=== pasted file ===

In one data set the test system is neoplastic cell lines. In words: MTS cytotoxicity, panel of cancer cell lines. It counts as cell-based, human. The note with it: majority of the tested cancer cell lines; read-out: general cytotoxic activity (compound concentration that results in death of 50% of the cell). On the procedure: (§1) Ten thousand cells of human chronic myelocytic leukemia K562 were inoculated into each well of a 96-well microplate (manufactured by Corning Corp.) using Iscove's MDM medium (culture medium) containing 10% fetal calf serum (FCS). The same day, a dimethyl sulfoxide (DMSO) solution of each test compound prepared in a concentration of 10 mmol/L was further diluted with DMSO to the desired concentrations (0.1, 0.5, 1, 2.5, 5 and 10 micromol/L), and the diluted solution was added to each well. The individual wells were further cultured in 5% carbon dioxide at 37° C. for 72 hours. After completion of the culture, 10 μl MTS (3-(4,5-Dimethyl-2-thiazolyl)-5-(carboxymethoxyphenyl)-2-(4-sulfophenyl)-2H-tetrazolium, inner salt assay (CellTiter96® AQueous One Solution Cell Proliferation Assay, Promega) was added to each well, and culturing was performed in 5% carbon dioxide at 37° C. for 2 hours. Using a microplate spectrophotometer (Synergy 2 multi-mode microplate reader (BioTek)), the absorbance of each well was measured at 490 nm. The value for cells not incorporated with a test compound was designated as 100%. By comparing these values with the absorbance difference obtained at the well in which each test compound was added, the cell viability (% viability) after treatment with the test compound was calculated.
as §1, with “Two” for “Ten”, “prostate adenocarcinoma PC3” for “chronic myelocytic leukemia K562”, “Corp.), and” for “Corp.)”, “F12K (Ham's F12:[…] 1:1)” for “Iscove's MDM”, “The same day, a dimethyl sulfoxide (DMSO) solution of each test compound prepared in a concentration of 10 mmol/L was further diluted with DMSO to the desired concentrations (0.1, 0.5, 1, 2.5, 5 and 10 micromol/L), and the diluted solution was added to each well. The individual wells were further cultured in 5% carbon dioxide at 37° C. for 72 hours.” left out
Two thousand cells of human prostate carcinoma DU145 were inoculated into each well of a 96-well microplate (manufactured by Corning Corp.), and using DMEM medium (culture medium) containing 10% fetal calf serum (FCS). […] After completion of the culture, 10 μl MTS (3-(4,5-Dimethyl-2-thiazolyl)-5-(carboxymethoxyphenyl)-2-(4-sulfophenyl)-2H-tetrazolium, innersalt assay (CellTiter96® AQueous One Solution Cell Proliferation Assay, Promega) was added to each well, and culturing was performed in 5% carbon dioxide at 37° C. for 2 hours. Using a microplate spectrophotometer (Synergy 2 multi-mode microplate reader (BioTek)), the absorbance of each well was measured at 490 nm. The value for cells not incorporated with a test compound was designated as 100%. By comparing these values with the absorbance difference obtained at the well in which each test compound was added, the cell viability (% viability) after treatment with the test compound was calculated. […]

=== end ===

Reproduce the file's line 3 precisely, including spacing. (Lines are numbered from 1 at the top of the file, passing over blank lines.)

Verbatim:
Two thousand cells of human prostate carcinoma DU145 were inoculated into each well of a 96-well microplate (manufactured by Corning Corp.), and using DMEM medium (culture medium) containing 10% fetal calf serum (FCS). […] After completion of the culture, 10 μl MTS (3-(4,5-Dimethyl-2-thiazolyl)-5-(carboxymethoxyphenyl)-2-(4-sulfophenyl)-2H-tetrazolium, innersalt assay (CellTiter96® AQueous One Solution Cell Proliferation Assay, Promega) was added to each well, and culturing was performed in 5% carbon dioxide at 37° C. for 2 hours. Using a microplate spectrophotometer (Synergy 2 multi-mode microplate reader (BioTek)), the absorbance of each well was measured at 490 nm. The value for cells not incorporated with a test compound was designated as 100%. By comparing these values with the absorbance difference obtained at the well in which each test compound was added, the cell viability (% viability) after treatment with the test compound was calculated. […]